Monday, February 28, 2022

gifting myself 100 days of being in the present

Do you ever do something just for the sheer joy of it? Or, are you calculating in the back of your mind how something you're doing for fun can be used or repurposed so that you haven't wasted any time? Attempting a 100 Day Project can help you learn to let go, bolster your feelings of self-worth, and provide a sense of accomplishment.

Between February 13th and May 24th, I'm gifting myself 100 days of creativity. I'm participating in The 100 Day Project (follow @DoThe100DayProject or #DoThe100DayProject) hosted by Lindsay Jean Thomson (@LindsayJeanThomson on Instagram). I'm planning on making 100 collages or mixed media pieces and will be posting my work periodically to Instagram at @RoadToGoodLife.

Permission to Enjoy Judgement-Free Making #DoThe100DayProject 2022 Punchcard


So far I've created eleven pieces and haven't missed a day yet! Read on to learn about this year's one hundred day project and how I'm approaching it.

I've been so conditioned to view my time as currency that I critique almost everything I do and demand perfection even from first attempts. I want to start at mastery and forget the experts or people I look up to have had years of practice. As part of the exploration of my word for 2022–TRUST—this year with the 100 Days Project, I'm gifting myself 100 days of judgment-free making.


This is my fifth time attempting a 100 day art project. Each try, I learn more about myself and my daily creation practices.

Two guidelines that have helped me to various degrees of success in the past are:

  • Setting and sticking to a well-defined scope.
  • Finding an amount of time that works for and blocking it into my schedule.

I haven't followed this advice consistently, but I'm learning not to beat myself up and instead, dust myself off, pick myself up, and try again.

Considering a 100-day project for yourself? Check out Starting a 100-Day Project for Your Well Being for more tips.

Unrolled black and white photograph of a wedding dress with scissors Unrolled black and white photograph of a wedding dress with scissors


one. choose a theme with room for exploration.

The year (2020-2021) I worked on Secret Places was both enjoyable and eye opening. I completed 33 out of a 100 pieces--the most I've done so far--and I think it's because I had a theme guiding what I was making.

The theme I’m exploring this year is infinite paths reflecting on commercialism and discarded objects. You can follow my journey on Instagram at #InfinitePathsProject.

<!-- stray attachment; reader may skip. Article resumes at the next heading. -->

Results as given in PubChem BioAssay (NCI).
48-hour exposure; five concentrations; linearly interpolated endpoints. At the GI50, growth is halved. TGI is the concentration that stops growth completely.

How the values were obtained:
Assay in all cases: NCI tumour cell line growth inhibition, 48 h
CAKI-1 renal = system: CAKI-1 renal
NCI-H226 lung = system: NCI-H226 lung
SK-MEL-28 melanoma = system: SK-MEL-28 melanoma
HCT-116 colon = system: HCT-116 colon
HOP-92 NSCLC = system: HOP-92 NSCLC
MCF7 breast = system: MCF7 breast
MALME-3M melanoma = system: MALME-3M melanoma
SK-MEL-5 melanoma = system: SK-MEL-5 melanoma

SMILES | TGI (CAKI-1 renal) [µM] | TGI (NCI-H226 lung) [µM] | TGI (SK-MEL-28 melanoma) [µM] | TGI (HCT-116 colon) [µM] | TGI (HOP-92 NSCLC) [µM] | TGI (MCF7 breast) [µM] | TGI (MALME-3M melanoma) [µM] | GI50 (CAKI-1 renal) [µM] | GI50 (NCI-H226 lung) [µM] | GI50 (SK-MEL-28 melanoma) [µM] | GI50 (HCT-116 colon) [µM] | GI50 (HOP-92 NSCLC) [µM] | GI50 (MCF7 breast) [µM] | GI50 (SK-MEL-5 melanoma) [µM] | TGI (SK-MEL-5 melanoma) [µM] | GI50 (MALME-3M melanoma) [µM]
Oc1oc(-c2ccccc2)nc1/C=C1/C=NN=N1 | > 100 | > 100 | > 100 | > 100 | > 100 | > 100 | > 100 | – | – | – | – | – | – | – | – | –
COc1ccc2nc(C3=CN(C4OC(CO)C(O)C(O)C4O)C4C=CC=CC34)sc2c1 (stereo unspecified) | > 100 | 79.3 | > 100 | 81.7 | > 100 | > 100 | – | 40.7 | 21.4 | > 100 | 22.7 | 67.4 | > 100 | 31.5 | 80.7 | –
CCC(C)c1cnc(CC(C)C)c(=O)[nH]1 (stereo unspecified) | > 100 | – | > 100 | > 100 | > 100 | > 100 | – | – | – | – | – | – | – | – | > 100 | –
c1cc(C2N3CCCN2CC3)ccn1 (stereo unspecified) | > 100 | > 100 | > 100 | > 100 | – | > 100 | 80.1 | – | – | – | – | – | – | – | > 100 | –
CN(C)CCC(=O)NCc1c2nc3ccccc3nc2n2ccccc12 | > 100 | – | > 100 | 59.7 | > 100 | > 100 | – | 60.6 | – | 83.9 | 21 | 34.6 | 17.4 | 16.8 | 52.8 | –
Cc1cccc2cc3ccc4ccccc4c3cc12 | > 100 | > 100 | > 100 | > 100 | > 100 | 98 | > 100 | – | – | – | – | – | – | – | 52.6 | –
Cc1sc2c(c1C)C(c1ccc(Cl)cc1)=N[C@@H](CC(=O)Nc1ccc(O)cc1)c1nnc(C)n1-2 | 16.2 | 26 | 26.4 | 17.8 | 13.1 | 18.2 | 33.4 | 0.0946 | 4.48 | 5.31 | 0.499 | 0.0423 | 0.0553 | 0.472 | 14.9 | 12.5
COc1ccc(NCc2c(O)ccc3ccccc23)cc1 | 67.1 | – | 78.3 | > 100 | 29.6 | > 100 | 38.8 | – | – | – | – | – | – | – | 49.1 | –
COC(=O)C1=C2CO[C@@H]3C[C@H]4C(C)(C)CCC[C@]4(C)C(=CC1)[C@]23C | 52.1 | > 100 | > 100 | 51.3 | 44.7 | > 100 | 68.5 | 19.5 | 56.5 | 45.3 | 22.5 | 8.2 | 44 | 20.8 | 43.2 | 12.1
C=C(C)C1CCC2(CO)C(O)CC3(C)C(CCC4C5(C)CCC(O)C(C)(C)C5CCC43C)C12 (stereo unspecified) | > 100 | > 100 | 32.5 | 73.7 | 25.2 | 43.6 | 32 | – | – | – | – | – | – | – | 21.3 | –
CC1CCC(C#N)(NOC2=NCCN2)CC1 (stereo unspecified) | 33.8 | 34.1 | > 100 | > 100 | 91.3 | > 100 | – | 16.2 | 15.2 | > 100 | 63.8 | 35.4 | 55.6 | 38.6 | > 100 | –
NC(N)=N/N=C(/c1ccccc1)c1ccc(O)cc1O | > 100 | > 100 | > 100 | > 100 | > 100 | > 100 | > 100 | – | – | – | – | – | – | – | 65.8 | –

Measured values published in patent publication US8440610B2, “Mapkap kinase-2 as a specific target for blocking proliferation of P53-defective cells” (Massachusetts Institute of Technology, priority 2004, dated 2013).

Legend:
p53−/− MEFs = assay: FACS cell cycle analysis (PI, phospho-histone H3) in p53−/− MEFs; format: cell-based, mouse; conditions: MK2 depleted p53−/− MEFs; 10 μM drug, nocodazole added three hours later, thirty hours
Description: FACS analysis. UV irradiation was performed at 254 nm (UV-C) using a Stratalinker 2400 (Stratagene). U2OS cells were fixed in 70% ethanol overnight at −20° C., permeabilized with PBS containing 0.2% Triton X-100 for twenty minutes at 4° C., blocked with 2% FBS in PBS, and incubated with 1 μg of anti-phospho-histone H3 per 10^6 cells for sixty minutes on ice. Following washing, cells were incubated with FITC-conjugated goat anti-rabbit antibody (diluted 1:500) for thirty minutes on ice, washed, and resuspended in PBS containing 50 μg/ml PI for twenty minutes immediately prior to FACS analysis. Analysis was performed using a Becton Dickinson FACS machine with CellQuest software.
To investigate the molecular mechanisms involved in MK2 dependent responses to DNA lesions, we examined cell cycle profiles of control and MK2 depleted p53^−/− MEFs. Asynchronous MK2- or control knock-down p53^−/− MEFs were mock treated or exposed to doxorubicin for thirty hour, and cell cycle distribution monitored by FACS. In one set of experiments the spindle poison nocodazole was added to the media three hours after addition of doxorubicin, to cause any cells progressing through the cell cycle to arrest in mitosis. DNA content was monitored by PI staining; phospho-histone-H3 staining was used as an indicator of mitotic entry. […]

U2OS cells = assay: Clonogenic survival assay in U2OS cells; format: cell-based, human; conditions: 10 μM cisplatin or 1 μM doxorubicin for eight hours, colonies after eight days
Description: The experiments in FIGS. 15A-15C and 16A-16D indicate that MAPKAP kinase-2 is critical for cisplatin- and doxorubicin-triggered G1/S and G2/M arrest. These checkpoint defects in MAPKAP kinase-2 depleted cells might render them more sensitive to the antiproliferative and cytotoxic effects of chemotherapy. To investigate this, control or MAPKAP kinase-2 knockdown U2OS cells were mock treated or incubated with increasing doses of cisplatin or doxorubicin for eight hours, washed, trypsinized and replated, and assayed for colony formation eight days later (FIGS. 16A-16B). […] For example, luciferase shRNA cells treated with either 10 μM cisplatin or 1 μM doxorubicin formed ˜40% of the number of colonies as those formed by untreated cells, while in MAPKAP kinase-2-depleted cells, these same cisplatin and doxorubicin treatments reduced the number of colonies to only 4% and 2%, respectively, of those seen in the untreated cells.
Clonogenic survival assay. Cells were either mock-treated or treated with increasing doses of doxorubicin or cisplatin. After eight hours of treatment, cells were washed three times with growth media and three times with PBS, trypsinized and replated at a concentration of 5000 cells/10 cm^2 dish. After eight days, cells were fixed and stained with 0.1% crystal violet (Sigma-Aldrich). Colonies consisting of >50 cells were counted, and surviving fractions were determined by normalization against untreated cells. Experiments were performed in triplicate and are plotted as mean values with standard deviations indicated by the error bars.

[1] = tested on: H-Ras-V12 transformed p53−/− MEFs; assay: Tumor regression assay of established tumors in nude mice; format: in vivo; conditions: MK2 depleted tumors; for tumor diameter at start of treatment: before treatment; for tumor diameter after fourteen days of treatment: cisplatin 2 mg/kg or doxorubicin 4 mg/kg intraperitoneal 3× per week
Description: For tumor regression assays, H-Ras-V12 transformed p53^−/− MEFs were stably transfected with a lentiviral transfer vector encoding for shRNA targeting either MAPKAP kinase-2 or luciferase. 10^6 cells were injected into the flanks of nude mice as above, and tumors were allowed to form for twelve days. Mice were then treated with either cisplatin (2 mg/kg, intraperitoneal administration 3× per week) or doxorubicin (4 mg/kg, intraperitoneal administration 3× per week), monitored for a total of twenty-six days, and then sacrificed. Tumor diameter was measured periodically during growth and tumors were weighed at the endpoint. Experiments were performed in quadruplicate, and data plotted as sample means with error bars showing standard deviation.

two. find a block of time that works and schedule it.

Unlike past years, I’m limiting myself to 15 minutes a day to increase the likelihood of finishing all 100 works. (The twenty minutes I'd allocated in the past was just enough time to get into my head and start overthinking what I was making.) I'm also stopping when the time runs out. I'm curious to see what I can create when I have to be more in the moment and committed to an idea or an approach.

Preparing for the #100DayProject with 100 Torn Pieces of a Black and White Wedding Dress Photograph


three. tie individual collages or mixed media pieces together with consistent material use.

To tell a cohesive story, I’m relating my individual pieces to one another through the inclusion of a torn piece of a black and white photograph of a wedding dress and a fortune.

18 Fortunes


four. track your progress.

This year I'm using a visual tally to track how many pieces I've made and how many I have left to do. I've got two punchcards; one version I printed out and am keeping with my project supplies and the other I'll use when I post round ups of my work on Instagram every 10 or 20 days (I'm still working out how I want to break up the project).

Unlike past efforts, I’m committed to sharing all of my work this time whether I like a particular piece or not. I may end up posting multiple works together, but for now I'm sharing individually within a day or two of making them.

#DoThe100DayProject 2022 Punchcard


five. celebrate and share your accomplishments.

I’m only twelve days into my 2022 100-Days Project and have no idea what lessons I’ll learn. Right now I’m struggling with running out of time; do I stop immediately and put my hands in the air or do I grant myself an extension to secure the found objects to the “canvas”? Whether I’ve run out of time or not, I’m leaving the day’s work (and the previous body of work) in the past. I’m accepting both as immutable.